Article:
People tend to connect hearing loss to aging. I get that, but seniors aren’t the only ones who can experience hearing loss. The younger generation should be concerned about their own risk of hearing loss. Noise-induced hearing loss is a growing problem among members of the younger generation around the world, including right here in Hardin County.
Noise-Induced Hearing Loss is a Thing for Younger People
Let’s start with what noise-induced hearing loss is. It could happen as a result of a one-time exposure to an intense noise like a firecracker. In most cases, the cause is repeated exposure to excessive noise over a period of time. Regular participation in activities like these put you at risk for noise-induced hearing loss:
- Working around noisy machinery
- Listening to earbuds or headphones at a high volume
- Attending concerts or sporting events
- Visiting dance clubs
In the past, most of the people with noise-induced hearing loss were workers in noisy environments such as factory employees and musicians. Today noise-induced hearing loss is affecting many younger people whose recreational activities are exposing them to harmful levels of noise. For example, a recent study of 18 to 27 years olds found no difference in noise exposure between musicians and non-musicians.
There’s more evidence noisy jobs aren’t the key factor in putting young people’s hearing at risk. The World Health Organization says 1.1 billion people in the world from age 12 to 35 are at risk of noise-induced hearing loss that’s not work-related. In the United States, over half (53 percent) of the adults under age 70 with noise-induced hearing loss don’t work in noisy environments.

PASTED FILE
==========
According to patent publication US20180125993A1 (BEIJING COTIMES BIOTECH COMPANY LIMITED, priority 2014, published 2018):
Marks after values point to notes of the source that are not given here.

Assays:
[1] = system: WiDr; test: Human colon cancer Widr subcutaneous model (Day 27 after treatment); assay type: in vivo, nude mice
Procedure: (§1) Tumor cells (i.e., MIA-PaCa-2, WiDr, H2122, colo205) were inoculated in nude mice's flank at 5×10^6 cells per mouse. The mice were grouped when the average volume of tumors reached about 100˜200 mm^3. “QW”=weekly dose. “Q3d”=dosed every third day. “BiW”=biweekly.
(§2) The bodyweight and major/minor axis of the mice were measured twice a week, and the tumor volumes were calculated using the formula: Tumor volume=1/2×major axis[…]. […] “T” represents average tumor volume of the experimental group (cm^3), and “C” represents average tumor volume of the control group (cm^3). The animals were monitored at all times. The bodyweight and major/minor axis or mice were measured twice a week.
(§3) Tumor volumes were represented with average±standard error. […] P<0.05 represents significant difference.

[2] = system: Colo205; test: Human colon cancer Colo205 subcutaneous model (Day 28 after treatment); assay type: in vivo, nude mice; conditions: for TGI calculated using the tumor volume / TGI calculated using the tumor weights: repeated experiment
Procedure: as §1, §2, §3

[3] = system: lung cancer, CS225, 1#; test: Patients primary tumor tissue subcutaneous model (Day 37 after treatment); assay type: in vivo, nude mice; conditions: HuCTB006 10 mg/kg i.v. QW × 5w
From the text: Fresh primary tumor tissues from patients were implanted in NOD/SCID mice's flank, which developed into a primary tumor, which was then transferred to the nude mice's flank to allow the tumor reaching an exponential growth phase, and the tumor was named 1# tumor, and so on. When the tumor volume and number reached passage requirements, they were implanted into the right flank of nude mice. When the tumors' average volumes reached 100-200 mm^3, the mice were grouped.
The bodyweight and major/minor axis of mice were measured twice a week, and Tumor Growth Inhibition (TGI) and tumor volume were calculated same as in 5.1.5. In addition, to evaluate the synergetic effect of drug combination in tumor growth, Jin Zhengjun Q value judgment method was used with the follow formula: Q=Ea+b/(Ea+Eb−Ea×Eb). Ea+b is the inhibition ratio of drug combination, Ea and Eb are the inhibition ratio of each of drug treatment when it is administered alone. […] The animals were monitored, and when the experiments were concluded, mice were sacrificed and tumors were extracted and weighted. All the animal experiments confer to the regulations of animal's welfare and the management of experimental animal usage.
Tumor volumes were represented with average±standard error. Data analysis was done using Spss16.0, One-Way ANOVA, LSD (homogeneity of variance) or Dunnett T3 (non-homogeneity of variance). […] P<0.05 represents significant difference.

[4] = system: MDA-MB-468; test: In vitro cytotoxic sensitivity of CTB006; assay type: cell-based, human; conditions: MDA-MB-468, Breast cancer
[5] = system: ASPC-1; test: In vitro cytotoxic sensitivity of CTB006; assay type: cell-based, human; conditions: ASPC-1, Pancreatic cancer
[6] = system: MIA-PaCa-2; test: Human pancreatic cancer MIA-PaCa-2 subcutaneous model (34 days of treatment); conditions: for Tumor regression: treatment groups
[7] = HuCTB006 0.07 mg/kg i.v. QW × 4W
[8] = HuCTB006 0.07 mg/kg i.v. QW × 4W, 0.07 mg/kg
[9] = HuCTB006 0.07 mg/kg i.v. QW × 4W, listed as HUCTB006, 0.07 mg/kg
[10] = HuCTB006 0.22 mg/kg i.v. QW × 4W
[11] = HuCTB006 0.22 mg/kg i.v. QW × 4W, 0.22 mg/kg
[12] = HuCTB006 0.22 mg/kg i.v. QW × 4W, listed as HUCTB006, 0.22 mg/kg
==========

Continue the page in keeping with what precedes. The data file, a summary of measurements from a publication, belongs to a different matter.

Unfortunately, these statistics are confirmed by the young people who come into my office for hearing loss treatment. At our hearing center, we’re treating younger patients for noise-induced hearing loss who have never had workplace exposure to excessive noise. These patients, who are frequently in their 30s, have been exposed to too much noise during leisure activities like hunting.
You Can Protect Your Hearing
Preventing noise-induced hearing loss is possible. When you’re using earbuds or headphones, the device’s volume should be set at 60 percent or lower. Avoiding noisy environments is ideal. When you can’t avoid noisy conditions, wear hearing protection. Music earplugs are designed to reduce sound without distorting it, which makes them an excellent choice for music festivals, concerts, and clubs. At those events, staying away from the source of the sound is also helpful.
Safety earmuffs block sound, but they have to fit correctly. They’re a good option for anyone who participates in activities that involve noisy equipment such as mowing lawns, hunting, or using power tools.
Hearing Aids and the Cool Factor
Hearing aid technology has come a long way in the last 20 years. Your childhood memories may include an older relative who wore a bulky hearing aid. Today’s hearing aids are tiny and barely noticeable. However, since hearing loss and hearing aids are losing their stigma, you can find social media pages dedicated to decorating hearing aids to draw attention to them.
If you or someone you know has been experiencing uncomfortable hearing loss symptoms, contact our team to schedule an appointment.
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